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Published March 2011
Amazon.com Sales Rank: 2,070,249
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ZBrush is a fantastic tool for creating models for use in computer games. Using a wide range of powerful tools you can create models for vehicles, props, environments, and characters.
This book makes creating game art in ZBrush fast and easy. It covers everything you need to create models of all kinds for your game projects, even if you've never used ZBrush before.
Built around four complete ZBrush projects, the book gives you everything you need to sculpt props, vehicles, and creatures in ZBrush. You'll start by creating a "spooky tree" model, mastering the sculpting, texturing, and decoration skills that are essential for all ZBrush topics. Next you'll move to man-made objects with a sci-fi drone. Next you'll see how to sculpt monsters and other creatures, deal with cloth and other soft materials, and prepare the model to become an animated, controllable character in a game. The final project returns to machines, building a complete, detailed spaceship for use in your sci-fi games.
GDNet Staff Review:
If you are doing 3D work and you are not ZBrush, you owe it to yourself to give it a look. It has a long-standing reputation of being the go-to tool for sculpting realistic 3D models, and you would be surprised at the number of 3D characters in movies and games that were built with the tool.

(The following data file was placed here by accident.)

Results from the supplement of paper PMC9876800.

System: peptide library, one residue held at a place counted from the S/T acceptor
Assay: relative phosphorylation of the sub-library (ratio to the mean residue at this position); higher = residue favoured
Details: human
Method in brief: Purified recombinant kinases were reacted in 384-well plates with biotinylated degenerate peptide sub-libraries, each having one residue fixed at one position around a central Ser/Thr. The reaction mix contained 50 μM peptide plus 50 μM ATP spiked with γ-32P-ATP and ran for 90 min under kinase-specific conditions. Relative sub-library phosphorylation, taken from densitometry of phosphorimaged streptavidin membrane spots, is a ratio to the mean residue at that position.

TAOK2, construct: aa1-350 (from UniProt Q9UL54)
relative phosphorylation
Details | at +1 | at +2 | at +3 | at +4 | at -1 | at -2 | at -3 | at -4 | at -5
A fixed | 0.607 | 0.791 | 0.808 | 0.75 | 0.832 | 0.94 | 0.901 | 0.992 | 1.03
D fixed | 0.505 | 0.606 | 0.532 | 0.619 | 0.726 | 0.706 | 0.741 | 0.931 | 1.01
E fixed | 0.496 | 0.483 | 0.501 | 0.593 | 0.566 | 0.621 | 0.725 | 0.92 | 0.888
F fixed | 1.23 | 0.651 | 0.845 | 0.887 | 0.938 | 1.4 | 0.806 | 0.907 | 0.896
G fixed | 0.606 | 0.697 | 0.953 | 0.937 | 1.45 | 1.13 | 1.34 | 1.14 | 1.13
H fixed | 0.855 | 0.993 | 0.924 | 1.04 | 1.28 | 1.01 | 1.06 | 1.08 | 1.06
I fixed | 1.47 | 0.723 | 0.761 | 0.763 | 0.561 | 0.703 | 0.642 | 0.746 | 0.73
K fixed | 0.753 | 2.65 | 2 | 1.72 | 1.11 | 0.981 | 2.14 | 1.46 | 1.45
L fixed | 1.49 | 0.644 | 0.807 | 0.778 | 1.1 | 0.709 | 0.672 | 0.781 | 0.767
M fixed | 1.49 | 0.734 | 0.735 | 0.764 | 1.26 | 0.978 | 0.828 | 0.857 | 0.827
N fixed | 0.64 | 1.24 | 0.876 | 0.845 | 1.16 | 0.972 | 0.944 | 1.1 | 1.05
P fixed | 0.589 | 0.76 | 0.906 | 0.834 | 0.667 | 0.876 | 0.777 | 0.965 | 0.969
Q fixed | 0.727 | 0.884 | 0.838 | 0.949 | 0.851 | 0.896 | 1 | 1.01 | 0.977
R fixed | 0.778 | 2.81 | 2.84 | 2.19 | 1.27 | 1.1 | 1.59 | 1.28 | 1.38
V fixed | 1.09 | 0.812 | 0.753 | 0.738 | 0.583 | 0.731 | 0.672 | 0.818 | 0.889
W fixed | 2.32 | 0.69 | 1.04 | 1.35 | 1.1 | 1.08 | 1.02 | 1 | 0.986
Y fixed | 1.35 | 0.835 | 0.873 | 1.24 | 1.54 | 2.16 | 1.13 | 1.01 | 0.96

But it is a very weird and mysterious tool. The way it works is unlike most modelers you have used. And its UI is weird and incomprehensible (or "productive and intuitive" if you are one of the ZBrush fanatics reading this). So a good tutorial is a big plus for the tool. ZBrush 4 Sculpting for Games tries to cover the product's usability as a modeler for game characters.
There are four "projects" that are tutorial-ized in the book. The first is a "Spooky Tree", which is one of those quickie organic-looking projects that shows off ZBrush's chops. Second is a rather simple scout-ship-style spaceship. Then there's a much more involved tutorial for an organic-looking bipedal monster. Finally there's the "Harvester Ship", which shows off how to build something more mechanical looking with ZBrush. All of the tutorials are illustrated extremely well with grayscale drawings showing off all UI elements and before-and-after models for a particular technique.
I did find the inclusion of spaceships to be surprising, as that typically is a task left to more CAD-like 3D modeling applications. But the book does a good job of showing how to build multi-component straight-edged figures quickly with the tool.
One thing I would have liked to have seen in ZBrush 4 Sculpting for Games is a more complete discussion of integrating ZBrush models with games. Being able to export a model into a meaningful 3D format so it can be pulled into a game engine, polygon reducer, or other modeler is an important part of the 3D pipeline. And this is given minimal coverage in the book. While modeling deserves the lions' share of the coverage, integration deserves at least some.
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